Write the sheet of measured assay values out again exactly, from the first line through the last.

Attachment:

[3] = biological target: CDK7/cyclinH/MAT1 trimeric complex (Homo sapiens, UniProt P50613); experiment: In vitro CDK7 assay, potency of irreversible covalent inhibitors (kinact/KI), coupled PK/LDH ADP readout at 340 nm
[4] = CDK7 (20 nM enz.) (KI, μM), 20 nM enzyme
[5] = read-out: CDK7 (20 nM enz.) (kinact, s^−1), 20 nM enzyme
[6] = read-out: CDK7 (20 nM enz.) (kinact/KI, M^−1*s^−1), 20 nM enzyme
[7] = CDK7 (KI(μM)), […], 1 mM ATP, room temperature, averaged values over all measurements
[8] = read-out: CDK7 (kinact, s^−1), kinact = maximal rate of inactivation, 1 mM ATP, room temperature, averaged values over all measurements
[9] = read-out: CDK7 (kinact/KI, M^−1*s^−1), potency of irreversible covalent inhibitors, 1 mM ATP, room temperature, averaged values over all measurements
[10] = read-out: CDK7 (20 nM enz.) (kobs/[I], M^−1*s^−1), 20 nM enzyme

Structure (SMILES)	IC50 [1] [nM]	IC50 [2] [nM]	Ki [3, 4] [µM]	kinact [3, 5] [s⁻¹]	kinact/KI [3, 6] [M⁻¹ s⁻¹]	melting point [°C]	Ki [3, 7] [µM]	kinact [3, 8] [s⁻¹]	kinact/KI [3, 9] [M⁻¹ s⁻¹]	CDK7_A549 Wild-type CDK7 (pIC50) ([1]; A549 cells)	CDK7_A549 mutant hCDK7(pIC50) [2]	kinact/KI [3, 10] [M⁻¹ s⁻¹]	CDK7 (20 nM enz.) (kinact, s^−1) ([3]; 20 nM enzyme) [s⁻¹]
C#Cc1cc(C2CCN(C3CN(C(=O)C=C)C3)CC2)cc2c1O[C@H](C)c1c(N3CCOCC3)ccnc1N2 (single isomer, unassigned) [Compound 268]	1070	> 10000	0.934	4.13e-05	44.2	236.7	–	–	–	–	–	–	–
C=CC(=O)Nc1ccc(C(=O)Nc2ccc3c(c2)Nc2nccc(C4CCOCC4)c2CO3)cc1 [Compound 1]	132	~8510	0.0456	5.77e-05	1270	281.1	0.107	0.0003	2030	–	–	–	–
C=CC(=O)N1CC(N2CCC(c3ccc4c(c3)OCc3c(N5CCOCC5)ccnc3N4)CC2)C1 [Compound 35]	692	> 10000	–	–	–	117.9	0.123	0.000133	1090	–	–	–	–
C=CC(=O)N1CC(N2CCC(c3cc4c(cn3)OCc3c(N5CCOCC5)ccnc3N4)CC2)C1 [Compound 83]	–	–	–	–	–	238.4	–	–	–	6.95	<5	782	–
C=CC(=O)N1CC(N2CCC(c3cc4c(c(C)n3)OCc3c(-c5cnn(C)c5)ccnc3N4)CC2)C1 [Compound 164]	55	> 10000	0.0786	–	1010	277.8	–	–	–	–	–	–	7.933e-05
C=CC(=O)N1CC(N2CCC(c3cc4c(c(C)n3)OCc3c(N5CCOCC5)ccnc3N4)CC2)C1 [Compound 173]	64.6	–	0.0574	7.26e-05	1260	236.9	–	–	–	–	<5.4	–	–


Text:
[3] = biological target: CDK7/cyclinH/MAT1 trimeric complex (Homo sapiens, UniProt P50613); experiment: In vitro CDK7 assay, potency of irreversible covalent inhibitors (kinact/KI), coupled PK/LDH ADP readout at 340 nm
[4] = CDK7 (20 nM enz.) (KI, μM), 20 nM enzyme
[5] = read-out: CDK7 (20 nM enz.) (kinact, s^−1), 20 nM enzyme
[6] = read-out: CDK7 (20 nM enz.) (kinact/KI, M^−1*s^−1), 20 nM enzyme
[7] = CDK7 (KI(μM)), […], 1 mM ATP, room temperature, averaged values over all measurements
[8] = read-out: CDK7 (kinact, s^−1), kinact = maximal rate of inactivation, 1 mM ATP, room temperature, averaged values over all measurements
[9] = read-out: CDK7 (kinact/KI, M^−1*s^−1), potency of irreversible covalent inhibitors, 1 mM ATP, room temperature, averaged values over all measurements
[10] = read-out: CDK7 (20 nM enz.) (kobs/[I], M^−1*s^−1), 20 nM enzyme

Structure (SMILES)	IC50 [1] [nM]	IC50 [2] [nM]	Ki [3, 4] [µM]	kinact [3, 5] [s⁻¹]	kinact/KI [3, 6] [M⁻¹ s⁻¹]	melting point [°C]	Ki [3, 7] [µM]	kinact [3, 8] [s⁻¹]	kinact/KI [3, 9] [M⁻¹ s⁻¹]	CDK7_A549 Wild-type CDK7 (pIC50) ([1]; A549 cells)	CDK7_A549 mutant hCDK7(pIC50) [2]	kinact/KI [3, 10] [M⁻¹ s⁻¹]	CDK7 (20 nM enz.) (kinact, s^−1) ([3]; 20 nM enzyme) [s⁻¹]
C#Cc1cc(C2CCN(C3CN(C(=O)C=C)C3)CC2)cc2c1O[C@H](C)c1c(N3CCOCC3)ccnc1N2 (single isomer, unassigned) [Compound 268]	1070	> 10000	0.934	4.13e-05	44.2	236.7	–	–	–	–	–	–	–
C=CC(=O)Nc1ccc(C(=O)Nc2ccc3c(c2)Nc2nccc(C4CCOCC4)c2CO3)cc1 [Compound 1]	132	~8510	0.0456	5.77e-05	1270	281.1	0.107	0.0003	2030	–	–	–	–
C=CC(=O)N1CC(N2CCC(c3ccc4c(c3)OCc3c(N5CCOCC5)ccnc3N4)CC2)C1 [Compound 35]	692	> 10000	–	–	–	117.9	0.123	0.000133	1090	–	–	–	–
C=CC(=O)N1CC(N2CCC(c3cc4c(cn3)OCc3c(N5CCOCC5)ccnc3N4)CC2)C1 [Compound 83]	–	–	–	–	–	238.4	–	–	–	6.95	<5	782	–
C=CC(=O)N1CC(N2CCC(c3cc4c(c(C)n3)OCc3c(-c5cnn(C)c5)ccnc3N4)CC2)C1 [Compound 164]	55	> 10000	0.0786	–	1010	277.8	–	–	–	–	–	–	7.933e-05
C=CC(=O)N1CC(N2CCC(c3cc4c(c(C)n3)OCc3c(N5CCOCC5)ccnc3N4)CC2)C1 [Compound 173]	64.6	–	0.0574	7.26e-05	1260	236.9	–	–	–	–	<5.4	–	–